The Rise and Fall of Remote Working Practices: Is Flexible Work a Permanent Fixture in the Financial Services Sector?
As major financial institutions across the globe call their remaining remote workforce back to the office, many employees are still reluctant to return to the workplace full-time. According to a recent survey of 1,400 UK financial services employees across banking, capital markets and insurance, 24% of workers would prefer to continue working remotely, while 69% want to work just two days or less in the office and only 8% favour a return to the workplace full-time.
The pandemic has brought about a radical shift in terms of what people expect of their workplace and how they work, and the balance between flexibility and the needs of the office will be an ongoing debate during 2021. Many financial organisations remain divided on what the best approach will be, with others demanding a full return to the office despite what has occurred over the last year. The following will explore the uptake and impact of remote working practices within the financial services sector, and what effect this is having on the recruitment market.
The Rise of Remote Working During COVID-19
The concept of remote work existed prior to the pandemic and is a business model many sectors have been experimenting with for years. Historically, financial organisations have been reluctant to introduce flexible work schedules; before COVID-19, 29% of financial services companies had at least 60% of their workforce working remotely at least once a week compared to 36% reported across all industries. The pandemic has sped-up the uptake of remote working practices within the financial sector and it has largely proved fruitful; with 82% of employers saying it has been successful or very successful according to a survey by PwC.
As the threat of COVID-19 dissipates, many believe remote working practices could be here to stay. At Rutherford, we have observed a general inclination towards flexibility amongst our candidates – with many realising that they can be just as productive working from home. Those that express a desire to work remotely commonly cite lifestyle reasons, such as avoiding the commute, the opportunity to relocate or balancing work-life priorities.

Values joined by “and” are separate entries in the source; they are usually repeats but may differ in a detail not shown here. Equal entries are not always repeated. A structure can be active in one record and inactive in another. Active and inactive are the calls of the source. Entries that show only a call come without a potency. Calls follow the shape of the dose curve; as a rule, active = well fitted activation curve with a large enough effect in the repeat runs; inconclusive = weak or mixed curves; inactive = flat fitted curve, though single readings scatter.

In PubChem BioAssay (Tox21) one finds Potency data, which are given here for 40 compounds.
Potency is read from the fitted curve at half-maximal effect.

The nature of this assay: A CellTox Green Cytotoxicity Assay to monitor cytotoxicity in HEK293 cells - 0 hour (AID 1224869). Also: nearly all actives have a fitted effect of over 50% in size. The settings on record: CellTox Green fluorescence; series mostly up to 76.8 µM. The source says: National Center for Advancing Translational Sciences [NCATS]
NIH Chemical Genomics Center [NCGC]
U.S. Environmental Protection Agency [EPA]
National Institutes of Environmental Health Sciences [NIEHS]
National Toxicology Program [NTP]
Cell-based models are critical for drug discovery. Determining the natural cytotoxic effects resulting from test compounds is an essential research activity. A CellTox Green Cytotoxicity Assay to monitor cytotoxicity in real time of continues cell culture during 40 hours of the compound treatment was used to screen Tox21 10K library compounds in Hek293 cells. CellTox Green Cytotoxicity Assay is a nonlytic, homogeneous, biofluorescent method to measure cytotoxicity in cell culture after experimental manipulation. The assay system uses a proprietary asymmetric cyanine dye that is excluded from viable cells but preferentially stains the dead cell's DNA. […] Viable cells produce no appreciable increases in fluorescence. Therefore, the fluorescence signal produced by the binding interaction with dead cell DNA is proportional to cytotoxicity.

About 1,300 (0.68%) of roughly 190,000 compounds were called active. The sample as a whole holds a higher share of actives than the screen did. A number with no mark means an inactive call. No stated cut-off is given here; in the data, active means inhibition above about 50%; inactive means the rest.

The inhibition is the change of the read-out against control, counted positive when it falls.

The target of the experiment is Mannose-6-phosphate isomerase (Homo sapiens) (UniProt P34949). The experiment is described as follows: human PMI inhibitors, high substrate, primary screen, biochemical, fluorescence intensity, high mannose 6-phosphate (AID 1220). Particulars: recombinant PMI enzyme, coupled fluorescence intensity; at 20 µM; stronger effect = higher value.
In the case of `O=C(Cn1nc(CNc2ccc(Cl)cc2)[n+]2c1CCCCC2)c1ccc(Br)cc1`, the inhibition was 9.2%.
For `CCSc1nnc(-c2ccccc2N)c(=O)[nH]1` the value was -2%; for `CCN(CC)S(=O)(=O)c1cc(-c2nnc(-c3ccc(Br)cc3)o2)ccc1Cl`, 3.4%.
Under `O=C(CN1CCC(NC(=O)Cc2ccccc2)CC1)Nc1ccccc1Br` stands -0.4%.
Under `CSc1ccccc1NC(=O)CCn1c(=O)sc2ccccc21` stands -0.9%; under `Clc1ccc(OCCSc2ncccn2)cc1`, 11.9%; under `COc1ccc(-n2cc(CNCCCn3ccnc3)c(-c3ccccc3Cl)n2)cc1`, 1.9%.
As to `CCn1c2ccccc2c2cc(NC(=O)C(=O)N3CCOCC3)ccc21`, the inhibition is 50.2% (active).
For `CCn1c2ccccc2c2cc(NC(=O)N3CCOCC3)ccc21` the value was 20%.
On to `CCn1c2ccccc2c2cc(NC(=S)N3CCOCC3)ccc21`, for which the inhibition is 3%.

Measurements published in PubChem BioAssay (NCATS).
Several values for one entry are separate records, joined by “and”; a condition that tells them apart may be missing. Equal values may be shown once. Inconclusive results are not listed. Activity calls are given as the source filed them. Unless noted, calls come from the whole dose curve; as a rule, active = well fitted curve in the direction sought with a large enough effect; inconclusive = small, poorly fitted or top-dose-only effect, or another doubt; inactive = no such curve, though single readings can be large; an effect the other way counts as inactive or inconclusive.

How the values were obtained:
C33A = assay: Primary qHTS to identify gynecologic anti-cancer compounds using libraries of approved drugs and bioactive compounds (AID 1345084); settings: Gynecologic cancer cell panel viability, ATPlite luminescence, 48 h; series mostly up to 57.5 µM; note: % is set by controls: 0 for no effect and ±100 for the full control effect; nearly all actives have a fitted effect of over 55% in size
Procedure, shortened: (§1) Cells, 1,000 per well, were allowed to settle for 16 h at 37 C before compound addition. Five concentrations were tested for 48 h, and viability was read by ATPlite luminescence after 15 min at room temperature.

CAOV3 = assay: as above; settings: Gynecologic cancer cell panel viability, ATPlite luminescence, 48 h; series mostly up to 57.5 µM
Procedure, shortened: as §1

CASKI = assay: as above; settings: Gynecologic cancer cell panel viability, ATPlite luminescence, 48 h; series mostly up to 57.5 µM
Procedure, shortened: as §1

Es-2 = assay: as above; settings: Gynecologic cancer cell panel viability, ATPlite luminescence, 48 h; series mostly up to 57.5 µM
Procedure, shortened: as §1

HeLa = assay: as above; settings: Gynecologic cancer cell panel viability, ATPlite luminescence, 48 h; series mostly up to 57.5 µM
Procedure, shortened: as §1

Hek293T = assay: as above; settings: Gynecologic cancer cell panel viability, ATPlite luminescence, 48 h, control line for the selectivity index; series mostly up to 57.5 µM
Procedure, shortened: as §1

Interestingly, one of the biggest factors determining a candidate’s desire for flexibility appears to be age. Individuals in their late-20s to early-40s, such as young couples, young families or early highflyers risking burnout, tend to voice a preference for working remotely part-time if not full-time. These demographics have largely enjoyed greater flexibility, as it has helped them improve their mental and physical health, work-life balance and in many cases, personal relationships.
Issues with Remote Working
Remote working is a decisive topic, not only between employers and employees but between different seniorities. Candidates at entry level or early on in their careers are more inclined to have a greater preference for being in the office, fearing they will miss out on opportunities for progression, networking and informal learning if they’re not physically present. Furthermore, work from home policies may have a disproportionate impact on young employees from disadvantaged backgrounds, who frequently lack the space or resources needed to work effectively remotely; meaning they could miss out on valuable opportunities to develop employability skills or gain social capital.
Remote working could also be detrimental for diversity and inclusion agendas. Within the financial services sector, women and ethnic minorities who struggle to rise in the industry often rely on developing strong relationships with senior colleagues who they can relate to, and who then act as mentors during the course of their careers. These relationships can be challenging to build in a virtual environment, where it can be difficult to independently connect with senior personnel.